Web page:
Resisting Closure

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For the past year and a half, I have fought closure; kicking and screaming, heals dug in, eyes squinched shut.  I have seen closure, and I have looked at what lies on the other side.  I could see it as if I were looking through a big picture window.  I wasn’t sure I liked what I saw on the other side.

Closure:  1.  bringing to an end; a conclusion.  2.  A feeling of finality or resolution, especially after a traumatic experience.

Finality after a traumatic experience.  Yes.  But why wouldn’t I want that?  Why wouldn’t I want “finality after a traumatic experience?”  That seems like something I should want and desire; to finally bring a traumatic experience to an end.  So what was stopping me?

To be able to walk away from a situation, whether that means to physically walk away, or to simply disallow a situation to take up real estate in your head, you have to be able to have acceptance.

Acceptance – the mental attitude that something is believable and should be accepted as true.

I resisted acceptance, too.  Actively and blindly, I resisted seeing the things right in front of me that were “believable and true.”  I clung to a fantasy that was my perception of reality.  I now know why.  If I let go of that illusion, delusion, fantasy, I was going to be forever changed.

Closure has been right in front of me for a very long time now.  Closure was a gate, and all I had to do was enter.  Instead, I circled around and around.  I pretended to ignore it.  I refused to look in that direction.  I shuffled my feet and whistled a tune, all in an attempt to avoid acceptance.  Acceptance meant letting go.  Letting go meant that I had been WRONG.  Letting go meant that I would be forever changed.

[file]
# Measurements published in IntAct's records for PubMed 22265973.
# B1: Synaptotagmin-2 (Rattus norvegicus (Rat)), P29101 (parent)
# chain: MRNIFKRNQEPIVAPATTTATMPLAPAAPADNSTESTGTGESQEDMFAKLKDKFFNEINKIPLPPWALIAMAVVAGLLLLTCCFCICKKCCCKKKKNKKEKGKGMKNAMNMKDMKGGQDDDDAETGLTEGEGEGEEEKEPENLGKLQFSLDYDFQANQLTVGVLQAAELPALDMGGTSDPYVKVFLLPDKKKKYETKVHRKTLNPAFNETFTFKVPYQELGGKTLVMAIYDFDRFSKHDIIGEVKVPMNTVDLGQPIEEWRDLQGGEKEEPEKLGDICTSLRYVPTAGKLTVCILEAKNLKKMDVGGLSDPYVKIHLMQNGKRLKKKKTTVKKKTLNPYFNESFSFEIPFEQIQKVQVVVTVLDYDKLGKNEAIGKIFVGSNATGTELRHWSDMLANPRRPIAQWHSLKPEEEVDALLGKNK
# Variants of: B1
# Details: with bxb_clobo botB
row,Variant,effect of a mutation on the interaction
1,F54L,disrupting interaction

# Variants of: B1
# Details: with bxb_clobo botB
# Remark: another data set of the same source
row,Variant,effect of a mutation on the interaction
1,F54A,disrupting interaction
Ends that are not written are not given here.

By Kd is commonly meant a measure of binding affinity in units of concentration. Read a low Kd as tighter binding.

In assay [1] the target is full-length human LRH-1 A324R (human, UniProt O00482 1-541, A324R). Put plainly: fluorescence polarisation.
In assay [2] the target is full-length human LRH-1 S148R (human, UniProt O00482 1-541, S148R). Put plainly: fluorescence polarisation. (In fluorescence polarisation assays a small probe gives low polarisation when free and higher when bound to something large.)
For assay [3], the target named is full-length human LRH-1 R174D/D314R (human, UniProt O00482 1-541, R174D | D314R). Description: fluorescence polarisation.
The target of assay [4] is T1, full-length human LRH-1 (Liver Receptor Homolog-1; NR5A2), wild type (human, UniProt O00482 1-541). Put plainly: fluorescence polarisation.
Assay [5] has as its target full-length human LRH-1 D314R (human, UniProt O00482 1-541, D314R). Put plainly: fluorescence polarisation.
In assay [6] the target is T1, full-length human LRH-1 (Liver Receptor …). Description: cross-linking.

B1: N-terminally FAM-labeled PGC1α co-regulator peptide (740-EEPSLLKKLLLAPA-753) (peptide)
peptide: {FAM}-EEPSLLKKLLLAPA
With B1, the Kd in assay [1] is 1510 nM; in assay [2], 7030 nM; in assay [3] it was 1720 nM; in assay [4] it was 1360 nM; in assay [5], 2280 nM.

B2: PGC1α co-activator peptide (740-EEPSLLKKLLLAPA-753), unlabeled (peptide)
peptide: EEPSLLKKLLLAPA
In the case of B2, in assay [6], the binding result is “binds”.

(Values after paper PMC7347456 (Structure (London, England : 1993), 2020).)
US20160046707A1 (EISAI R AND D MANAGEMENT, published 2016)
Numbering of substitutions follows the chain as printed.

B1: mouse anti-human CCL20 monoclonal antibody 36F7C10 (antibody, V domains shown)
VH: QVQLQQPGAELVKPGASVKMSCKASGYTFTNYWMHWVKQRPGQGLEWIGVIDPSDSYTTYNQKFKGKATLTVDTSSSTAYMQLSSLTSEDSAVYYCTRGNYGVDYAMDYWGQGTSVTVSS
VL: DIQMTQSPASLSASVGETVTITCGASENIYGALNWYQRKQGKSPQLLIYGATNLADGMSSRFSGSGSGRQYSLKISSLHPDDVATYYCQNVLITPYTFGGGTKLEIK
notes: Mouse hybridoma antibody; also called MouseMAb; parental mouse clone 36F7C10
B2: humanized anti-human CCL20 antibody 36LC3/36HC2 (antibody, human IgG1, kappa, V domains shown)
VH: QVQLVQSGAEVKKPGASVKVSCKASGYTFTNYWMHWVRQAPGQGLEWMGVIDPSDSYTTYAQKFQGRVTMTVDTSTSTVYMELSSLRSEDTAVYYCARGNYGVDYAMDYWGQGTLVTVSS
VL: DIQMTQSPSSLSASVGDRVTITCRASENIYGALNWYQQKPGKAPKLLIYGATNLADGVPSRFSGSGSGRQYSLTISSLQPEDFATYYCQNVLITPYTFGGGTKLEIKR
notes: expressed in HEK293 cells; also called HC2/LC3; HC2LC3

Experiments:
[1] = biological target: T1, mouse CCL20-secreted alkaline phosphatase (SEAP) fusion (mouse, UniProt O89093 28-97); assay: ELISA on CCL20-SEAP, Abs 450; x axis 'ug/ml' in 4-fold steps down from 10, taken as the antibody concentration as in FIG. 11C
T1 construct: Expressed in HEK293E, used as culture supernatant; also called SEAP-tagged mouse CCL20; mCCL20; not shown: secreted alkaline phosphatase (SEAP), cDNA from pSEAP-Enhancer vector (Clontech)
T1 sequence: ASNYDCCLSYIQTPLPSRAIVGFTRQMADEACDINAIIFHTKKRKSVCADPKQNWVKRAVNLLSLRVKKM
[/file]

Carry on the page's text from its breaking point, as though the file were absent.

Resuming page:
Letting go meant that my illusions turned into disillusionment.  Letting go meant that my optimism and belief had been unfounded.  My trust turned to distrust.  My happiness turned to anger and resentment.  The truth had been turned into lies.  What once sparkled and glowed was now a crappy blob of dryer lint.  Of course, I didn’t want to accept all of these things!  I knew what acceptance meant for me, too.  Acceptance meant that something essential about myself was going to be forever changed and not in any good way.

I’m not sure if I am making myself clear.  I liked who I was “before.”  I imagined who I would become on the other side of all of this, and it scared me.  I liked trusting people.  I liked believing in the good side of life.  I wanted to be an optimist.  I didn’t want to be wary.  I didn’t want to distrust.  I didn’t want to be cautious.  I wanted GOOD to prevail over EVIL.  I wanted a fairy tale.  Mostly, I didn’t want to be forever changed.

I have taken that step, and walked through the gates of acceptance and closure.  Yes, I have changed.  No, it doesn’t feel good.  It feels empty and sad.  I do distrust in the simplest moments of happiness or kindness, but there is something else.  This is important.  Who I was inside has not changed.  The essential ME has not changed.  I do still want to believe in good.  I still see good all around me, but there is a new dimension beginning to emerge.  Maybe it is a new depth of empathy, but I’m not really sure.  I am recently equipped with something, as of yet undefinable, that feels gentle and sympathetic.   I look at the people around me and I wonder.  We all have a story inside.  We all need kindness and love.  Some of us deserve it.

This past weekend, I took steps back into my life.  I reconnected with old friends.  I listened to great music.  I spent time with people I love and who love me in return.  No, acceptance and closure are not easy things, but they are so very much better than the gray, stark landscape of denial.